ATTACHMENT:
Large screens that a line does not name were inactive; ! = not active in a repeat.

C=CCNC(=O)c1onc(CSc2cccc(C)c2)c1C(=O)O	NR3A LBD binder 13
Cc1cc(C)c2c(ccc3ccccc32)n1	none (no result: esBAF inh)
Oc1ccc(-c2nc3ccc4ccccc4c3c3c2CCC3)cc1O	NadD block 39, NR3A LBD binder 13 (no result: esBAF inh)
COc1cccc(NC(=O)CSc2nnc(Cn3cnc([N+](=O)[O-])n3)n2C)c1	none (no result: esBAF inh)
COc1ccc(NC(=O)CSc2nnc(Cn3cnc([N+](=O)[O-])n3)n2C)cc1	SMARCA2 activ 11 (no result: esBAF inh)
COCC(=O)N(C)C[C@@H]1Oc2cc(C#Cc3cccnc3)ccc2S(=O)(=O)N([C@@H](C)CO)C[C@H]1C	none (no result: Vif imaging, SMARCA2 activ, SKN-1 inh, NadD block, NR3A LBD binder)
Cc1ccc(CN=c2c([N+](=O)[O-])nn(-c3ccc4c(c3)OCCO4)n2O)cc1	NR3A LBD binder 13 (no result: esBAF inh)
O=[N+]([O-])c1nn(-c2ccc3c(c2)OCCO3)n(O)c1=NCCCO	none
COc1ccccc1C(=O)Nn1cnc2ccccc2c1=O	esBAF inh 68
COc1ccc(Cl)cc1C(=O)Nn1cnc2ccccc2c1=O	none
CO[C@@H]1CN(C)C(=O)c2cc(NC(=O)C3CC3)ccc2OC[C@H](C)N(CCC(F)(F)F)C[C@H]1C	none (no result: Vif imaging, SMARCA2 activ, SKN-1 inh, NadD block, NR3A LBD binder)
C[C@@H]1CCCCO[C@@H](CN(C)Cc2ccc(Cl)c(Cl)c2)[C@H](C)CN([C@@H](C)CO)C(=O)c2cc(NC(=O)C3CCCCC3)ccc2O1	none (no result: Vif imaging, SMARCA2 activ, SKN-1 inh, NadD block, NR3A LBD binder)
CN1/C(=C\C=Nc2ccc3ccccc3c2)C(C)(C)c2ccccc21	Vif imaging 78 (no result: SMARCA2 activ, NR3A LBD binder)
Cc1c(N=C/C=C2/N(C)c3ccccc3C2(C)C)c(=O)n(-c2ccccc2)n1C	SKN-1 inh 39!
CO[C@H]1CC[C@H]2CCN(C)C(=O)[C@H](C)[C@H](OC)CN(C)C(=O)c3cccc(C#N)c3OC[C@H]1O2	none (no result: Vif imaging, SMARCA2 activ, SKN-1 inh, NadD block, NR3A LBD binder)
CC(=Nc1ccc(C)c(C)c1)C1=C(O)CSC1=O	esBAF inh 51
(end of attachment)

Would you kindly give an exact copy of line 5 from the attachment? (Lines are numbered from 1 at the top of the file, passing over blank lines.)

COc1cccc(NC(=O)CSc2nnc(Cn3cnc([N+](=O)[O-])n3)n2C)c1	none (no result: esBAF inh)